African Americans are disproportionately affected by cancer when compared to other racial or ethnic groups. There are a number of social and cultural factors that relate to prevention and screening behaviors that impact cancer mortality rates. Religious/spiritual involvement appears to be one of these factors. We have two ongoing studies that are testing a theoretical model of religious/spiritual involvement and cancer risk, prevention, and screening behaviors, as well as physical and emotional functioning. A set of ten potential mediators are being examined among a national probability sample of African Americans. These are the first known studies to empirically test such models. During the interviews participants were asked if they would be willing to be re-contacted for a subsequent interview. Over 90 percent of participants have indicated yes. We now have a unique and time-sensitive opportunity to conduct a four-year follow-up of these two research cohorts, providing a longitudinal analysis of the relationships being examined in the parent studies. In addition, we propose to conduct a third wave of longitudinal data collection at six years post baseline. These additional waves of data collection will strengthen the meditational analyses in both of the parent studies. This would provide a much-needed longitudinal test of the religion-health connection, and to our knowledge the only longitudinal analysis of mediators of the religion-health connection. Finally, the proposed study would strengthen cause-effect interpretations, something that cannot be done with cross sectional data.
The specific aims of the proposed study are to: (1) Expand two of our ongoing cross-sectional investigations into longitudinal cohort studies, by conducting a four-year and a six-year follow-up assessment among our cohort of 3,173 healthy African American adults;and (2) Develop and disseminate recommendations for practice, based on findings from Specific Aim #1. For example, we will identify mediators and outcomes that appear to be modifiable over time, and make recommendations on how to integrate important mediators through which religious/spiritual involvement impacts behavior, into existing cancer screening and prevention programs for African Americans. This could significantly improve effectiveness of programs delivered in faith-based settings, which could have an impact on cancer disparities.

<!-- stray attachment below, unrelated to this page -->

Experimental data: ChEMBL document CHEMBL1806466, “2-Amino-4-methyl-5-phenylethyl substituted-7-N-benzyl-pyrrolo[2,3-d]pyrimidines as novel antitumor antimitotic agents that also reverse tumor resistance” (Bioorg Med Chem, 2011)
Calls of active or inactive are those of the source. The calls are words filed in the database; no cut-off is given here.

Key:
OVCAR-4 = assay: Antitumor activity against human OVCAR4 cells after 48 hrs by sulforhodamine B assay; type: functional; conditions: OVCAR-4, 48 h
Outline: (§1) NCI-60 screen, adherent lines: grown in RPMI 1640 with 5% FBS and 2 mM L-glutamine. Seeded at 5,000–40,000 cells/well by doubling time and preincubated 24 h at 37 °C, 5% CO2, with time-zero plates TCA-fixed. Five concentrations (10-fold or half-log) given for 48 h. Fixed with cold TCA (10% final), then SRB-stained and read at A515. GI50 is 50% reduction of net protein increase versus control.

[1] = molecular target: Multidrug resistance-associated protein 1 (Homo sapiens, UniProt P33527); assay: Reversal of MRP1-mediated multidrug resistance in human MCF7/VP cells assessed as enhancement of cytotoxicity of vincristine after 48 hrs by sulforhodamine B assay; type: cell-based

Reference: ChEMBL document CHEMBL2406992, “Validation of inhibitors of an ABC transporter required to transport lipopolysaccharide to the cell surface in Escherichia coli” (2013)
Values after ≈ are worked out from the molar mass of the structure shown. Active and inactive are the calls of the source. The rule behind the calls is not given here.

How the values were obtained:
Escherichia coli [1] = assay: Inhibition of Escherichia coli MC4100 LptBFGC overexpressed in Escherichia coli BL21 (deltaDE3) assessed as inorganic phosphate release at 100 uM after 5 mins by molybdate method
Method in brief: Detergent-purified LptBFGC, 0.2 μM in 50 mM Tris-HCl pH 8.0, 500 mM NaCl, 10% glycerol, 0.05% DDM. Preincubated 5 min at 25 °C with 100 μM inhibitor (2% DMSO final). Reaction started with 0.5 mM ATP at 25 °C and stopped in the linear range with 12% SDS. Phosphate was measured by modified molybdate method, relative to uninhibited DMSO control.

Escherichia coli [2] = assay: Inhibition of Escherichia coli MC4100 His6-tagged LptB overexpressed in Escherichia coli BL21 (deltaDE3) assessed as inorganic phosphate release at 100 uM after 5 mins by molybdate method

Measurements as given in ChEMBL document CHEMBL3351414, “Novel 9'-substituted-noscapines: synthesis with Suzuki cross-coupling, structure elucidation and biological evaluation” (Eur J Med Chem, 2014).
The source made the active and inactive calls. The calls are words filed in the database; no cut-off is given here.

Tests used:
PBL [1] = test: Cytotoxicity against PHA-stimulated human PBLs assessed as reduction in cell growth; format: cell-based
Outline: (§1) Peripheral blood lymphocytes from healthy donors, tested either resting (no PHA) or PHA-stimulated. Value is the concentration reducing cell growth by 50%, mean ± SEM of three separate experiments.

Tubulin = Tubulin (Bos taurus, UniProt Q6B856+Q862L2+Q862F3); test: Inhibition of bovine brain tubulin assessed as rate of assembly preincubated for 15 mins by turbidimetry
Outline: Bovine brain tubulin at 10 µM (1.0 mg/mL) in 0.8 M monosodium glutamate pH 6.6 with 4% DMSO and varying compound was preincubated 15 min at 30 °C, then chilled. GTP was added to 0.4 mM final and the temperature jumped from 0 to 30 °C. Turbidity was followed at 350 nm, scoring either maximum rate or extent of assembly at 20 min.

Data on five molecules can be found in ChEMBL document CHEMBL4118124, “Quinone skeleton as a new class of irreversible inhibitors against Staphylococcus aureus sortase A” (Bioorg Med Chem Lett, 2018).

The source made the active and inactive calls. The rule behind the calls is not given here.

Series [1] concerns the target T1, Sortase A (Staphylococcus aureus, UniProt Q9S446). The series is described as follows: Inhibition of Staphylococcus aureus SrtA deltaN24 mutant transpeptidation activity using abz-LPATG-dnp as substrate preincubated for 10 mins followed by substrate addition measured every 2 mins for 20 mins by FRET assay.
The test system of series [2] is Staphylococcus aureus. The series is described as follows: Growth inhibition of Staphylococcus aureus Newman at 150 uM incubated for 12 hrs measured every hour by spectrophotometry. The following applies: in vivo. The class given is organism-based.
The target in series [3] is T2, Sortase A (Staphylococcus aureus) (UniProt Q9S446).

Public Health Relevance

The proposed study will provide a longitudinal analysis of the role of religiosity/spirituality in health behaviors and outcomes in a national sample of African Americans. Study findings will be disseminated, and will directly inform community-based intervention work aimed at the reduction of cancer health disparities in this population, which suffers a disproportionate burden of cancer.

National Institute of Health (NIH)
National Cancer Institute (NCI)
Research Project (R01)
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Health Disparities and Equity Promotion Study Section (HDEP)
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Lin, Alison J
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University of Maryland College Park
Public Health & Prev Medicine
Schools of Public Health
College Park
United States
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Park, Crystal L; Holt, Cheryl L; Le, Daisy et al. (2018) Positive and Negative Religious Coping Styles as Prospective Predictors of Well-Being in African Americans. Psycholog Relig Spiritual 10:318-326
Clark, Eddie M; Williams, Beverly Rosa; Huang, Jin et al. (2018) A Longitudinal Study of Religiosity, Spiritual Health Locus of Control, and Health Behaviors in a National Sample of African Americans. J Relig Health 57:2258-2278
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Holt, Cheryl L; Roth, David L; Huang, Jin et al. (2015) Gender differences in the roles of religion and locus of control on alcohol use and smoking among African Americans. J Stud Alcohol Drugs 76:482-92
Holt, Cheryl L; Le, Daisy; Calvanelli, Joe et al. (2015) Participant Retention in a Longitudinal National Telephone Survey of African American Men and Women. Ethn Dis 25:187-92
Holt, Cheryl L; Clark, Eddie M; Roth, David L (2014) Positive and Negative Religious Beliefs Explaining the Religion-Health Connection Among African Americans. Int J Psychol Relig 24:311-331

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